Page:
When you consider the terms "human services administration" and "social work," you probably think of some similarities in terms of how both of these fields assist a variety of vulnerable individuals in need. However, there are some important differences to understand, especially if you're pursuing or hoping to advance your career through one of these paths to ensure you find a role that best fits your interests and goals.
An Overview of Human Services Administration
Human services administration – and the broader scope of human services in general – encompasses a large field of professionals whose primary goal is to help others help themselves. A variety of populations that need some type of help are at play, including children, the elderly, military veterans, the homeless, and drug and alcohol addicts. What separates human services from other disciplines is that professionals in this space generally don't have as much direct contact with the populations they serve. Instead, they are more involved in managing the operation of the business or performing case management functions. These duties may include assessing, planning, implementation, evaluation, follow-up, and termination, as well as researching and advocating to assist a greater number of individuals within specific groups on a more broad scale.
Opportunities in this field include roles within both the public and private sectors. Many professionals work at nonprofit and for-profit agencies, as well as at local, state, and federal government agencies. Some work within the criminal justice system, while others work in school systems or churches.
While a bachelor's degree in human services focuses more on a one-on-one role with the client, human services administration is less focused on this and instead is geared more toward overseeing those who can provide this one-on-one support. You could be a manager, director, or supervisor within an organization. Many organizations are now requiring staff to have a master's degree in order to get promoted to higher –level roles on the administrative side.
Saint Leo's human services administration graduate degree program is unique in that it provides full courses on the administrative and business side of starting and running a nonprofit within the human services realm. Specifically, one course delves into the ins-and-outs of creating a 501 c 3 organization, the IRS tax filings involved, and developing bylaws, articles of incorporation, and a board of directors. The program also includes a grantsmanship course that teaches students how to go about securing grants for a nonprofit.
A Closer Look at Social Work
Social work is a field in which professionals help individuals and groups at all levels. Clients can be all ages and from a number of backgrounds, including active-duty military members and veterans, the elderly, young children, spouses and parents, trauma victims, and substance abuse addicts.
Within social work, there are micro, mezzo, and macro levels. Working at the micro level involves one-on-one attention with individuals. With mezzo, groups of specific individuals are involved. With macro, professionals work with broader populations and help foster and strengthen relationships between larger groups, in addition to participating in advocacy work.
Students who earn an MSW can become a licensed clinical social worker (LCSW), which is a nationally recognized license and allows professionals to bill insurance companies for their client care. You can also start your own social work practice or join another practice. The ability to bill insurance companies for services provided is a key differentiator for social workers compared to those in the administration arena of human services.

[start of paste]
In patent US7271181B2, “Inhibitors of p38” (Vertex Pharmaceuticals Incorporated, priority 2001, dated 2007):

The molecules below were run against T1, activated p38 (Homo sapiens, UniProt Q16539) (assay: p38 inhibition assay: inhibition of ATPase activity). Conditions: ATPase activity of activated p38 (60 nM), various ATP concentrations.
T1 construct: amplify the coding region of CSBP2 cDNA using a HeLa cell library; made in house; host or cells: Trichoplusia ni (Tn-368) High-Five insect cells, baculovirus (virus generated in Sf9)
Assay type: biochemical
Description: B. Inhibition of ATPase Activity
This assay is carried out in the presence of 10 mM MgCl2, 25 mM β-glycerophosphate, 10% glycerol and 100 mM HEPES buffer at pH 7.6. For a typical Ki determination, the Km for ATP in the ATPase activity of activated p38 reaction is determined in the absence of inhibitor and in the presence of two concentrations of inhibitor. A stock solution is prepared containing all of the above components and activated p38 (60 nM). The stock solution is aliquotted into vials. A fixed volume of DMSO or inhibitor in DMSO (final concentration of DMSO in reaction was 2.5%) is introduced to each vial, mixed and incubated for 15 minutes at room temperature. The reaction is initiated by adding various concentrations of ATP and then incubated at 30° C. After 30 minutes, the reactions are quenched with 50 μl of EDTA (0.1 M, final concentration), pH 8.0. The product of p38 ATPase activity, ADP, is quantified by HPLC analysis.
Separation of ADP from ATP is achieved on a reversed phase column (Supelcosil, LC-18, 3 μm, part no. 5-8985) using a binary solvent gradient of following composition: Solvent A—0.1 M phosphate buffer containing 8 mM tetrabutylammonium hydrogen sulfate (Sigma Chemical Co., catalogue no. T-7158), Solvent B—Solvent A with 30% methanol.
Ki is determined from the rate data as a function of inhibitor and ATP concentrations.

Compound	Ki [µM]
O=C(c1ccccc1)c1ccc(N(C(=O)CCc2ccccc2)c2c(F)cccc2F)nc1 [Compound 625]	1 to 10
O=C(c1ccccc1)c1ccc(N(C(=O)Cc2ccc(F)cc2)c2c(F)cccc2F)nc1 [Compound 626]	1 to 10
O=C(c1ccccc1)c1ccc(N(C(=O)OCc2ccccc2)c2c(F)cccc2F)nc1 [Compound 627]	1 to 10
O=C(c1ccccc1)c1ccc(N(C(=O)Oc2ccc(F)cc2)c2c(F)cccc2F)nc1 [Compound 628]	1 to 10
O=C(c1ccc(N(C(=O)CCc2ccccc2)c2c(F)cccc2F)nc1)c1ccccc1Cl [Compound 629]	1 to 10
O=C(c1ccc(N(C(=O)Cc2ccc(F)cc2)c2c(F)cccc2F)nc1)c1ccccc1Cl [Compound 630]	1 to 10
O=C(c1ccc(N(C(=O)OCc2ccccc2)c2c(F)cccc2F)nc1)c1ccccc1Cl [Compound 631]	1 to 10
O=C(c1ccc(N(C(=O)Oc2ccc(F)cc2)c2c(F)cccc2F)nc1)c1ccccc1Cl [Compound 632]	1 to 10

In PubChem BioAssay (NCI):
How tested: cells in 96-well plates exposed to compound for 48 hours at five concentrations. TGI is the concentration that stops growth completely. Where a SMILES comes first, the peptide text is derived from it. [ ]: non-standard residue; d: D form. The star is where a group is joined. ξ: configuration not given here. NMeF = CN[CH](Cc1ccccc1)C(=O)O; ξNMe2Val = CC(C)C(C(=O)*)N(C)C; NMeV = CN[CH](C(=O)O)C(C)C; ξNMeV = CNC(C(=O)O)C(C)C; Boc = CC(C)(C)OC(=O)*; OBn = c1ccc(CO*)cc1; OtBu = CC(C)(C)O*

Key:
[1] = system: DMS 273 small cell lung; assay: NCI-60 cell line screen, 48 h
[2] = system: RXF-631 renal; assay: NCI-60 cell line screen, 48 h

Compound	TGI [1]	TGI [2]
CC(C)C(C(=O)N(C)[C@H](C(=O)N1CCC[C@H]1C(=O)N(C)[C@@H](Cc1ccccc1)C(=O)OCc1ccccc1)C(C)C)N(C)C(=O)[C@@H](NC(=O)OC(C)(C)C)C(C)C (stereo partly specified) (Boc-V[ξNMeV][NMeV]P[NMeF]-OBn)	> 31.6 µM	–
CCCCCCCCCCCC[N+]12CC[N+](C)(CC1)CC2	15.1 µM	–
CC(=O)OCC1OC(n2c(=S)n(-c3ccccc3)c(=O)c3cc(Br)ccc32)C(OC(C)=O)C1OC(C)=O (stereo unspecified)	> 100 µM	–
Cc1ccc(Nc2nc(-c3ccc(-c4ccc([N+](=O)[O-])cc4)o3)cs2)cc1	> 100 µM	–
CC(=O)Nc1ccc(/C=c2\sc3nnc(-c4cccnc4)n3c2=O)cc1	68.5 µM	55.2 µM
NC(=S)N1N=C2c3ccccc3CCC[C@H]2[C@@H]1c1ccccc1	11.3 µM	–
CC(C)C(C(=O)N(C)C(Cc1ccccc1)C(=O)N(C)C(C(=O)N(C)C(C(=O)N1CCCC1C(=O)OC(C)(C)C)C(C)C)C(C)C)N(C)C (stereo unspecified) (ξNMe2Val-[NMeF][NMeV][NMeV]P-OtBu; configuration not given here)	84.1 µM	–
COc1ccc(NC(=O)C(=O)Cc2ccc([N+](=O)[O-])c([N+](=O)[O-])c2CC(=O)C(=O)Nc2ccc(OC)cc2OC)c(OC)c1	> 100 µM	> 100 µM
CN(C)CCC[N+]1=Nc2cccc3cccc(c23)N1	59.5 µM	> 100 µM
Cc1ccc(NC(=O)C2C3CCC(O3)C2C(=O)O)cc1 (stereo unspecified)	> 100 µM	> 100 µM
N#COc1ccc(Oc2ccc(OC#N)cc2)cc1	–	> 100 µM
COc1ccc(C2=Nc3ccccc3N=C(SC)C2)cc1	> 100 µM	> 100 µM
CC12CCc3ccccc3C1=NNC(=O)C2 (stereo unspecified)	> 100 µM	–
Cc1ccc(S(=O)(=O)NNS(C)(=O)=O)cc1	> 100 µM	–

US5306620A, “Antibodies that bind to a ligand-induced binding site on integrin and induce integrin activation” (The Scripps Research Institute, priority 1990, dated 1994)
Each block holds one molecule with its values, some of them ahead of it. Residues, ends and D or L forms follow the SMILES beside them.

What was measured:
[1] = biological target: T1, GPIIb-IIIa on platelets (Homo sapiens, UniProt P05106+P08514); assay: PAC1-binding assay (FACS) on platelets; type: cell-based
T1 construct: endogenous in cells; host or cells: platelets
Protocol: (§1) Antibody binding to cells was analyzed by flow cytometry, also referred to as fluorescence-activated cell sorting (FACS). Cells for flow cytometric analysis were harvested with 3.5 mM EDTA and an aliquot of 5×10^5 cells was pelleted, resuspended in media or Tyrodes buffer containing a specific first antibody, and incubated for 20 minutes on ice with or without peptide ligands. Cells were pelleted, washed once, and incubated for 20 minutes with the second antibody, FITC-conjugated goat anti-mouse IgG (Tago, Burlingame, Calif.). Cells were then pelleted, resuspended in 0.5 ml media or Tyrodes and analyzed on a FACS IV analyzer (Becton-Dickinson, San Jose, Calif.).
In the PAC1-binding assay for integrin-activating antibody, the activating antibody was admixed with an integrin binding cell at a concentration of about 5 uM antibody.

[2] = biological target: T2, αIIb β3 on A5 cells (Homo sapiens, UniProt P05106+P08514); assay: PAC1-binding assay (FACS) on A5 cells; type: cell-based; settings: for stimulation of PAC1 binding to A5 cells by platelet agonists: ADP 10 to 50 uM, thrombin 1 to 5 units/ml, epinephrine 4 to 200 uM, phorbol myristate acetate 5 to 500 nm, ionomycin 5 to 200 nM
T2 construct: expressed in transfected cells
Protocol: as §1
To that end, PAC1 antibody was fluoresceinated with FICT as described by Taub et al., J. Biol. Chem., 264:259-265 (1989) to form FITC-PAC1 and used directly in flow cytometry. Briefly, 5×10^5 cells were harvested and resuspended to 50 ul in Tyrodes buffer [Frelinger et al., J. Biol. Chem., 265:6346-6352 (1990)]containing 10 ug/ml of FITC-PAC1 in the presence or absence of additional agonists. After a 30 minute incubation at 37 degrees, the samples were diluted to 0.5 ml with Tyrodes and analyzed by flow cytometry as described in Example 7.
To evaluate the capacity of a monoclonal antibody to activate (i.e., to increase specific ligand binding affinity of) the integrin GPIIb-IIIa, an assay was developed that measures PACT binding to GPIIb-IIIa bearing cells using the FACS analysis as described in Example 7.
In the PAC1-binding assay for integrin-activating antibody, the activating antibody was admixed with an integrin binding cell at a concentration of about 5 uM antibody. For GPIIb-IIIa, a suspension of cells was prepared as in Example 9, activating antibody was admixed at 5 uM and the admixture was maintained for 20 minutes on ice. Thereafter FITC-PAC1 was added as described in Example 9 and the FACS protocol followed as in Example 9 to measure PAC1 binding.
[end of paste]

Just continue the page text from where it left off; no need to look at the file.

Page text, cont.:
In terms of academics, students can attain a Bachelor of Social Work (BSW) within four years, followed by a Master of Social Work (MSW) within just one additional year. So, graduates can earn both their bachelor's and master's degrees in a total of five years.
In both the undergraduate and graduate programs, the core curriculum traditionally begins with foundational studies, and then students transition into the clinical application of what they have learned. This allows them to ultimately make medical diagnoses. While social workers can provide a patient with a diagnosis, they cannot actually prescribe medication as a psychiatrist, medical doctor, or nurse practitioner would.
Saint Leo's MSW program curriculum uses a bio-psycho-social-spiritual approach when teaching students how to evaluate future clients. This means examining all aspects of an individual in terms of physical health, mental health those with whom the person socializes, what types of environments the individual is in, and other relevant factors.
Attaining an MSW degree can help individuals pursue positions that include:
- Licensed clinical social worker (LCSW)
- Clinical social work therapist
- Marriage and family counselor
- Military social worker
- School social worker
- Substance abuse social worker
- Hospice counselor
- Grief counselor
- Director of public or private agency
Earning a Saint Leo Social Work Degree
Saint Leo University proudly offers both undergraduate and graduate degrees in these disciplines. These include a Bachelor of Social Work (BSW), a Master of Social Work (MSW), and a master's in human services administration. Each of these degrees can provide you with a solid career track in a rewarding field in which you can truly make a difference in the lives of others.